Number of bikers reduced to 8, pit crew certification required
The campuswide Beer Bike coordinators said they have reduced the number of bikers and chuggers for each college from 10 to eight and introduced a mandatory pit crew certification following safety discussions last semester.
The change in bike team size is intended to reduce the number of instances in which colleges allow inexperienced bikers to compete in order to fill out their teams, according to an email from the campuswide coordinators.
According to Enoch Peng, a campuswide coordinator, the original proposal last semester to reduce the number of bikers to six was rejected after five colleges voted no and the Graduate Student Association abstained. Peng said after continued discussions last semester, nine of last year’s college coordinators supported a change to eight bikers.
“We weren’t there [at the meetings last year] — we weren’t in this position [as campuswide Beer Bike coordinators] until after,” Peng, a Lovett College sophomore, said. “But based on the information, we felt like it was still necessary for safety and desired overall from the feedback that we got.”
Campuswide coordinator Rebecca Artall said this year’s college coordinators were not consulted prior to the decision because the changes were made under the assumption that last year’s college coordinators communicated with their colleges and represented the opinions of their constituents well.
Will Rice and Jones colleges were the two colleges last year that did not support the change to eight bikers; neither Peng nor Artall was certain whether GSA participated in the conversation after their abstentions from the vote to reduce teams to six bikers that took place during the spring semester.
“Generally, the ones that have more established Beer Bike culture were the ones that were not really excited about lowering the number,” Artall, a Duncan College junior, said. “The smaller colleges and the ones who have trouble getting enough people to be on the team so they’re not disqualified, those are the ones who are like ‘Yes, let’s lower it.’”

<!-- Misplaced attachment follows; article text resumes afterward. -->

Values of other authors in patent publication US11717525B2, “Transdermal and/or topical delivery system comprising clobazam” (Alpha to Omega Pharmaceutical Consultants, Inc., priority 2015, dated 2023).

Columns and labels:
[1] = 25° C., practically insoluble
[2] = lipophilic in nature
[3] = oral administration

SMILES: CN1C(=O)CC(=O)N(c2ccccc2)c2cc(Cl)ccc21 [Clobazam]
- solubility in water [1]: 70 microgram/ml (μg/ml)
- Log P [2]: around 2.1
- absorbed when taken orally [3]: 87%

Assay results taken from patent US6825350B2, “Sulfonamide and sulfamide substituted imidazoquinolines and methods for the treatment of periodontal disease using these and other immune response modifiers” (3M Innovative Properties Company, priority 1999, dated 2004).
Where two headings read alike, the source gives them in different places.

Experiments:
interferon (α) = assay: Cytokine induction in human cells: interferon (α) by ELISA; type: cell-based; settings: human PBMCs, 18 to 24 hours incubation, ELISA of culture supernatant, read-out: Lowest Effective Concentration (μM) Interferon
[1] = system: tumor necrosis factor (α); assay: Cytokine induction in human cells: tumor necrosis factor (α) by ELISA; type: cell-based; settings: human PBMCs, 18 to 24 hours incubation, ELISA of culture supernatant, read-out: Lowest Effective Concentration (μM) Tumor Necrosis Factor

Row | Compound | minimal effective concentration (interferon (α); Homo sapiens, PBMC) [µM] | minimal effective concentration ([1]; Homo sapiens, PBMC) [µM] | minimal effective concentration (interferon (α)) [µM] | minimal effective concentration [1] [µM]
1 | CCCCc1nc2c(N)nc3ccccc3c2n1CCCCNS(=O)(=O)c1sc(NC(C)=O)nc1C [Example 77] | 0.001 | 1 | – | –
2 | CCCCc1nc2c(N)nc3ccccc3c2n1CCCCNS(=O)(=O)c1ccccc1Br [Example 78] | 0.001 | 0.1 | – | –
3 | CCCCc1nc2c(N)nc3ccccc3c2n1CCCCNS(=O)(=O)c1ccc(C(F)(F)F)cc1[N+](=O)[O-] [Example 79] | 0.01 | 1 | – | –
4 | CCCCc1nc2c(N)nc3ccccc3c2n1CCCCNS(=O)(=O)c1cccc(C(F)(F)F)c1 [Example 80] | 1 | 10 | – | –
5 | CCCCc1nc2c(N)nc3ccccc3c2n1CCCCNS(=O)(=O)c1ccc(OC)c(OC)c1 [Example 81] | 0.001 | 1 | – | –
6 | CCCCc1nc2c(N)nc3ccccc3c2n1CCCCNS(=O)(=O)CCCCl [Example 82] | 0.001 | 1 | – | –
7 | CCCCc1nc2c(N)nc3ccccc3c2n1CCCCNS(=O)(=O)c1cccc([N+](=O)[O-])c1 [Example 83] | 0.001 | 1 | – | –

The campuswide coordinators announced the changes at a meeting with college coordinators Thursday, Nov. 15.
Will Rice Beer Bike coordinator Yuhsuan Cheng said she does not believe the change will cause any issues with the bike teams.
“I was annoyed at first, but then I got over it,” Cheng, a junior, said. “It was unexpected though. We all found out at the first campuswide meeting, and that was it.”
In addition to the biker reduction, the campuswide coordinators said they are implementing a mandatory pit crew safety certification, similar to the biker safety certification that was revamped last year.
“It’s not so much that we’re saying, ‘You have to catch this way,’ it’s more like, ‘Here are a couple different ways that are safe and work,’” Artall said. “For the colleges that aren’t that confident in their catching, we want to spread the safe ways of catching to them. We want people to be trained beforehand, so we’re not learning the day of how to catch people.”
The campuswide coordinators met with experienced and interested pit crew members from about half of the colleges and the GSA to create best practices.
Other changes implemented last year, such as random breathalyzing and stricter biker safety certification with Rice University Triathalon and Cycling, will continue to take place this year, according to Artall.
“We’re just trying to make it safer,” Artall said. “That’s the ultimate goal.”
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